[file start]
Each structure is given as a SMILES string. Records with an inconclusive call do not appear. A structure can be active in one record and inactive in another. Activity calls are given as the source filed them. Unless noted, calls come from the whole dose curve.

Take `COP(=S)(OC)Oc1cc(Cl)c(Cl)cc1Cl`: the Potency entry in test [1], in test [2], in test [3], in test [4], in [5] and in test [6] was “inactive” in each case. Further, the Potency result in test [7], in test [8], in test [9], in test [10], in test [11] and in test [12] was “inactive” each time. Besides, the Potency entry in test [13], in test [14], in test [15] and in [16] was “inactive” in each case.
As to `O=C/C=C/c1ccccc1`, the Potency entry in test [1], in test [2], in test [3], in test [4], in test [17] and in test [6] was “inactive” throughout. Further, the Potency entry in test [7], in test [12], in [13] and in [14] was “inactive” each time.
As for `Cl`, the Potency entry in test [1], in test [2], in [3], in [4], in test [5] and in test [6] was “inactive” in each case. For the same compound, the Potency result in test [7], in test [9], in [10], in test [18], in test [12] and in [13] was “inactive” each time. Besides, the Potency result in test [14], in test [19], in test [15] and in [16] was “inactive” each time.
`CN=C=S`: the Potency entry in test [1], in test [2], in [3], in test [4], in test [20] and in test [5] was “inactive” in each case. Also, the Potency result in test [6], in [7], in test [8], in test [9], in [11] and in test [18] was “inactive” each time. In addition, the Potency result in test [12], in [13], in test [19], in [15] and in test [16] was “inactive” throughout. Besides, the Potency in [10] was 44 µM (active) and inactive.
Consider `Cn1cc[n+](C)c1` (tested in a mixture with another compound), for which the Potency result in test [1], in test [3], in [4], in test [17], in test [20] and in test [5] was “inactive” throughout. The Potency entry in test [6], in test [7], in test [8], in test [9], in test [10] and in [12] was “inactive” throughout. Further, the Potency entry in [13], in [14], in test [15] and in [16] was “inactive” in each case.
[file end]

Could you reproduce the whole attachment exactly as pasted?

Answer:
Each structure is given as a SMILES string. Records with an inconclusive call do not appear. A structure can be active in one record and inactive in another. Activity calls are given as the source filed them. Unless noted, calls come from the whole dose curve.

Take `COP(=S)(OC)Oc1cc(Cl)c(Cl)cc1Cl`: the Potency entry in test [1], in test [2], in test [3], in test [4], in [5] and in test [6] was “inactive” in each case. Further, the Potency result in test [7], in test [8], in test [9], in test [10], in test [11] and in test [12] was “inactive” each time. Besides, the Potency entry in test [13], in test [14], in test [15] and in [16] was “inactive” in each case.
As to `O=C/C=C/c1ccccc1`, the Potency entry in test [1], in test [2], in test [3], in test [4], in test [17] and in test [6] was “inactive” throughout. Further, the Potency entry in test [7], in test [12], in [13] and in [14] was “inactive” each time.
As for `Cl`, the Potency entry in test [1], in test [2], in [3], in [4], in test [5] and in test [6] was “inactive” in each case. For the same compound, the Potency result in test [7], in test [9], in [10], in test [18], in test [12] and in [13] was “inactive” each time. Besides, the Potency result in test [14], in test [19], in test [15] and in [16] was “inactive” each time.
`CN=C=S`: the Potency entry in test [1], in test [2], in [3], in test [4], in test [20] and in test [5] was “inactive” in each case. Also, the Potency result in test [6], in [7], in test [8], in test [9], in [11] and in test [18] was “inactive” each time. In addition, the Potency result in test [12], in [13], in test [19], in [15] and in test [16] was “inactive” throughout. Besides, the Potency in [10] was 44 µM (active) and inactive.
Consider `Cn1cc[n+](C)c1` (tested in a mixture with another compound), for which the Potency result in test [1], in test [3], in [4], in test [17], in test [20] and in test [5] was “inactive” throughout. The Potency entry in test [6], in test [7], in test [8], in test [9], in test [10] and in [12] was “inactive” throughout. Further, the Potency entry in [13], in [14], in test [15] and in [16] was “inactive” in each case.